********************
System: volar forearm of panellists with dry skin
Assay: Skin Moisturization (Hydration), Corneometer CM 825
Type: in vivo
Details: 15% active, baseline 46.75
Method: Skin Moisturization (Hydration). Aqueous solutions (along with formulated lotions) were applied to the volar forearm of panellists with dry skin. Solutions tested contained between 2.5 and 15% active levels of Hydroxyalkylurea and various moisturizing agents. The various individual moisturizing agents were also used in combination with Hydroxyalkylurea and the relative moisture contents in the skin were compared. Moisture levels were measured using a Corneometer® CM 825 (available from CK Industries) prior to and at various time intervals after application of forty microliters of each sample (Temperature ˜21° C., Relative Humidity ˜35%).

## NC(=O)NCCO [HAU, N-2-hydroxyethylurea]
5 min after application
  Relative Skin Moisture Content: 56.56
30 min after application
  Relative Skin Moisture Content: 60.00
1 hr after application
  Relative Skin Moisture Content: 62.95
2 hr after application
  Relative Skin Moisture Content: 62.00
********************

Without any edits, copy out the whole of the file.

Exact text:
System: volar forearm of panellists with dry skin
Assay: Skin Moisturization (Hydration), Corneometer CM 825
Type: in vivo
Details: 15% active, baseline 46.75
Method: Skin Moisturization (Hydration). Aqueous solutions (along with formulated lotions) were applied to the volar forearm of panellists with dry skin. Solutions tested contained between 2.5 and 15% active levels of Hydroxyalkylurea and various moisturizing agents. The various individual moisturizing agents were also used in combination with Hydroxyalkylurea and the relative moisture contents in the skin were compared. Moisture levels were measured using a Corneometer® CM 825 (available from CK Industries) prior to and at various time intervals after application of forty microliters of each sample (Temperature ˜21° C., Relative Humidity ˜35%).

## NC(=O)NCCO [HAU, N-2-hydroxyethylurea]
5 min after application
  Relative Skin Moisture Content: 56.56
30 min after application
  Relative Skin Moisture Content: 60.00
1 hr after application
  Relative Skin Moisture Content: 62.95
2 hr after application
  Relative Skin Moisture Content: 62.00